Portions of the Web were abuzz with Alan Dangour and his team's review of 50 years of studies regarding nutrient content of organic foods versus conventionally-produced foods, funded by the U.K.'s Food Standards Agency (FSA).
"We have concluded that there's no good evidence that consumption of organic food is beneficial to health based on the nutrient content," says Dangour in a Guardian article.
Okay. The researchers were looking to review the studies out there to determine whether certain nutrients were higher in organic or non-organic food. They found that, for example, vitamin C, potassium, and calcium weren't significantly higher in organic foods. They found that flavanoids and the minerals zinc and magnesium were significantly higher in organic crops (nitrogen was higher in conventional crops).
So Dangour et al. are saying regarding nutrient content, there isn't a vast difference.
But come on -- the review did not at all address contaminant content (pesticide, herbicide, fungicide) in organic versus conventional, nor did it address environmental impacts of organic versus conventional.
A four-year E.U. wide study from 2007, involving 31 research and university institutes, came to a different conclusion: levels of nutritionally desirable compounds, such as antioxidants and vitamins, are higher in organic crops, it said, while levels of nutritionally undesirable compounds such as toxic chemicals, mycotoxins and metals such as cadmium and nickel, are lower in organic crops.
The FSA report must be taken into account, of course, and analyzed further.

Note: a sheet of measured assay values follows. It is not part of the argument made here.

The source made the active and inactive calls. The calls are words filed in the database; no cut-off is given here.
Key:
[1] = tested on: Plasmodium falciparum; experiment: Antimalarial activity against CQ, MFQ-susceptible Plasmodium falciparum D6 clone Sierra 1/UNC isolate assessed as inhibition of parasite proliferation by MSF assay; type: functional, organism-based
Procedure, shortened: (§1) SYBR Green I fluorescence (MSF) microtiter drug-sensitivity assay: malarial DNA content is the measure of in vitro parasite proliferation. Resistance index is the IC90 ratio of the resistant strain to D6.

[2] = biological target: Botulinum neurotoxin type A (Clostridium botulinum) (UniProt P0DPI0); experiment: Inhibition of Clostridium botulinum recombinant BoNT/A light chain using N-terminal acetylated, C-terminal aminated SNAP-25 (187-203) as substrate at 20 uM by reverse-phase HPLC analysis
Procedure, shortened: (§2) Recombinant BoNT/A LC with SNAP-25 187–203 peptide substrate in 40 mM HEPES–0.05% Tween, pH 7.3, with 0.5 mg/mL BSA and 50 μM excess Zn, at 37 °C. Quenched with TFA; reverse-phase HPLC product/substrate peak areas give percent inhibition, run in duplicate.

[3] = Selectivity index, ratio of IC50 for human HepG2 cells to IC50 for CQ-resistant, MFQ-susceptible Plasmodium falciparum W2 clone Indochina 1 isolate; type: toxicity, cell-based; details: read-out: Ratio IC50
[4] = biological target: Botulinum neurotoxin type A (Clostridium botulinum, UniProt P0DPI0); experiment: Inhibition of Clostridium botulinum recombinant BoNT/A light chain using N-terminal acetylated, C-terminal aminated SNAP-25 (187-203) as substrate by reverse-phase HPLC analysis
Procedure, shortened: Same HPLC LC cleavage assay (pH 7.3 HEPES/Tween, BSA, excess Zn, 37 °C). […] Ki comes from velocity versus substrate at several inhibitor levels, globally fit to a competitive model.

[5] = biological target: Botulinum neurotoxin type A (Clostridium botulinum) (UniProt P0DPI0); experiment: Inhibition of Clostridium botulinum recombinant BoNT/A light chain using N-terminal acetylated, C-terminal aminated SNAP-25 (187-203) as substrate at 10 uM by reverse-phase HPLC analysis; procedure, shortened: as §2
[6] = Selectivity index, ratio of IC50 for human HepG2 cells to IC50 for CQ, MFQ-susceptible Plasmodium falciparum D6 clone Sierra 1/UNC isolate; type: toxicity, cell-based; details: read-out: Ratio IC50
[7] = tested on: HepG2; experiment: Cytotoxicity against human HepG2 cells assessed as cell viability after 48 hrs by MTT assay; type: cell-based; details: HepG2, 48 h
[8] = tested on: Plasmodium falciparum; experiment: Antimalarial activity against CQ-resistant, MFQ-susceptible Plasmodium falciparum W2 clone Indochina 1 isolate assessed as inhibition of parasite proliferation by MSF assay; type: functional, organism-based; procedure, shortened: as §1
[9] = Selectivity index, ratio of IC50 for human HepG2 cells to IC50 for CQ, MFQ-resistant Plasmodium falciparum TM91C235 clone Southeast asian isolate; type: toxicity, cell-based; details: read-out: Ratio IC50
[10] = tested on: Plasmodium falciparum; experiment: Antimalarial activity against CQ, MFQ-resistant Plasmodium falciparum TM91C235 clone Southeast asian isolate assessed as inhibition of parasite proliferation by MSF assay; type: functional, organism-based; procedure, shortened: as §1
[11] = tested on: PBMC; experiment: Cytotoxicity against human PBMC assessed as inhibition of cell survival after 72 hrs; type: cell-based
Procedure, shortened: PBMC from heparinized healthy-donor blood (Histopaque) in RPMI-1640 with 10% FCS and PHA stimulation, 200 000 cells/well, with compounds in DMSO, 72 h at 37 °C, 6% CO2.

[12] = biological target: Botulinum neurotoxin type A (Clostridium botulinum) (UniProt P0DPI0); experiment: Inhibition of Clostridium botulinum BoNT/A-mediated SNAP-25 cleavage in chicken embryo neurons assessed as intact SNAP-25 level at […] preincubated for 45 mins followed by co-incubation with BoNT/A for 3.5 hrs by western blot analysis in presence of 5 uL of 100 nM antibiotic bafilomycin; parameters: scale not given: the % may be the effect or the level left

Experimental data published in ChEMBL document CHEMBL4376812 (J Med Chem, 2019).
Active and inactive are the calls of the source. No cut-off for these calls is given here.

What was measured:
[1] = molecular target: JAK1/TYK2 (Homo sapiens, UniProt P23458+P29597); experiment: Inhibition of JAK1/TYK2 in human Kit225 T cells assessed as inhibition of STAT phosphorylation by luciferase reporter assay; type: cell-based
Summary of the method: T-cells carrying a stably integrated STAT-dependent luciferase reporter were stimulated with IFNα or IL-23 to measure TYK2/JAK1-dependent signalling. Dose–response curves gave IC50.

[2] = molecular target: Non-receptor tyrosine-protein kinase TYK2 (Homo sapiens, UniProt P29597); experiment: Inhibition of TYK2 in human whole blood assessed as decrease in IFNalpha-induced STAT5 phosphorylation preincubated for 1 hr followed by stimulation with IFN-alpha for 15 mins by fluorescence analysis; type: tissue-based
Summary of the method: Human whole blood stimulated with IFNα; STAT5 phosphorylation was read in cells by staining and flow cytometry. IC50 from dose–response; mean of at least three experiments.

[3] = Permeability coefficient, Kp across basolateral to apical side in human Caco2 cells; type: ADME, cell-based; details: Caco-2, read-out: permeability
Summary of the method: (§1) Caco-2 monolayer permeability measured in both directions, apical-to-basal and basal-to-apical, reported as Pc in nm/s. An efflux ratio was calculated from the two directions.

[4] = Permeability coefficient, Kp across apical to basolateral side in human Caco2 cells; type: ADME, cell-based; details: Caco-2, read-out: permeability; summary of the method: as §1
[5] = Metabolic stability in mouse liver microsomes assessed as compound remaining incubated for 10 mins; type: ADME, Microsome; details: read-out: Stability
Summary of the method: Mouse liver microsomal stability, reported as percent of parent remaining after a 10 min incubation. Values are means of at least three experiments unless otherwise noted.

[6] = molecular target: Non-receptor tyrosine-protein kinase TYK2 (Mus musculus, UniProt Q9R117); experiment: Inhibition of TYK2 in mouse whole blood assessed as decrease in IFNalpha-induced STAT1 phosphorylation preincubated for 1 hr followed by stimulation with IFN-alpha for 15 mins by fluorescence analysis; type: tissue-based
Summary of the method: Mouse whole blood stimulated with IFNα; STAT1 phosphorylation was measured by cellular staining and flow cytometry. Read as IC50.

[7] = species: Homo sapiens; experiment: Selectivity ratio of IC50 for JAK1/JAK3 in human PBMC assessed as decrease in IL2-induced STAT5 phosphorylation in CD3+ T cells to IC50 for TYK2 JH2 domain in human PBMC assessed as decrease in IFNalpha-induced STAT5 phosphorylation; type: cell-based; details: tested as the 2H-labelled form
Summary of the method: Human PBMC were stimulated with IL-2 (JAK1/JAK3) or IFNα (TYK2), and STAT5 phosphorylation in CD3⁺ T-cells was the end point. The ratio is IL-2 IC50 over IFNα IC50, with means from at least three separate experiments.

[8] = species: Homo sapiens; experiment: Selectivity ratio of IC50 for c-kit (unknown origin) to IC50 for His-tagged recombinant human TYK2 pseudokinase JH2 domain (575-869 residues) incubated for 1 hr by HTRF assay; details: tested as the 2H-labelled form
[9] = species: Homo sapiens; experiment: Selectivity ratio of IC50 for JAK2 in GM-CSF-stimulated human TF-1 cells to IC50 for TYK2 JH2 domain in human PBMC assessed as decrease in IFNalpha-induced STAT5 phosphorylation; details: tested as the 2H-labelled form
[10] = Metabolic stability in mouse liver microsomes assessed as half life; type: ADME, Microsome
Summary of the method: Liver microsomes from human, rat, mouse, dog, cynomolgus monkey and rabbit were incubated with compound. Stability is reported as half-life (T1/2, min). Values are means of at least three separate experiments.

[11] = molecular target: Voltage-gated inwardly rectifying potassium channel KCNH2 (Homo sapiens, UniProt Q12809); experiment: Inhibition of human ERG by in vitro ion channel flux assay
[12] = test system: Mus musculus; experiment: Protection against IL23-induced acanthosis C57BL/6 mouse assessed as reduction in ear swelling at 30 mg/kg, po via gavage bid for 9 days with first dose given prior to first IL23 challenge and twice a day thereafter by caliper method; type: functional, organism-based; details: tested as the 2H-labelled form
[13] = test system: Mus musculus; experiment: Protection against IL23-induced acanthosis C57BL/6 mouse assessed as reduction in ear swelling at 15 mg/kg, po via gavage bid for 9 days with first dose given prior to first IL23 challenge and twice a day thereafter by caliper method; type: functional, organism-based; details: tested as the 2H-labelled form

Yet as consumers, we also have to use our common sense. Seeking out organic is part of a process of bringing mindfulness to what you eat. Beginning to look for the organic label is really just the beginning.
Most people who begin to eat organic tend also to seek out alternative shopping venues -- not only health food stores and co-ops, but also farm stores and community supported agriculture, as ways to discover the freshest, most high-quality and likely healthiest produce and foods.
And once we are on that quest, we usually tend to becoming more interested in cooking meals at home -- because after all, if you've paid more for the organic alternative, you have a vested interest in making it into something delicious before it goes bad. If you have a box of red beets and yellow chard show up in your box from a CSA, you better know what to do with it.
Being an organic shopper tends to make you a more selective, smarter shopper overall. And the next step? Well, if you balk at paying $4.99 for a bag of baby lettuces, the logical, common sense alternative is to join Michelle Obama and grow your own.
Scientific research is of course important. But let's not let it blindside us from the glaringly obvious fact that eating and buying organic is healthier in many common-sense ways.
Read more about organic food at TreeHugger and Planet Green
::Why Bother With Organic Food When You Can't Even Know What it Means?
::Organic is Healthier Once More
::TreeHugger Picks: Organic Food is Better
For more articles by Graham Hill click here.
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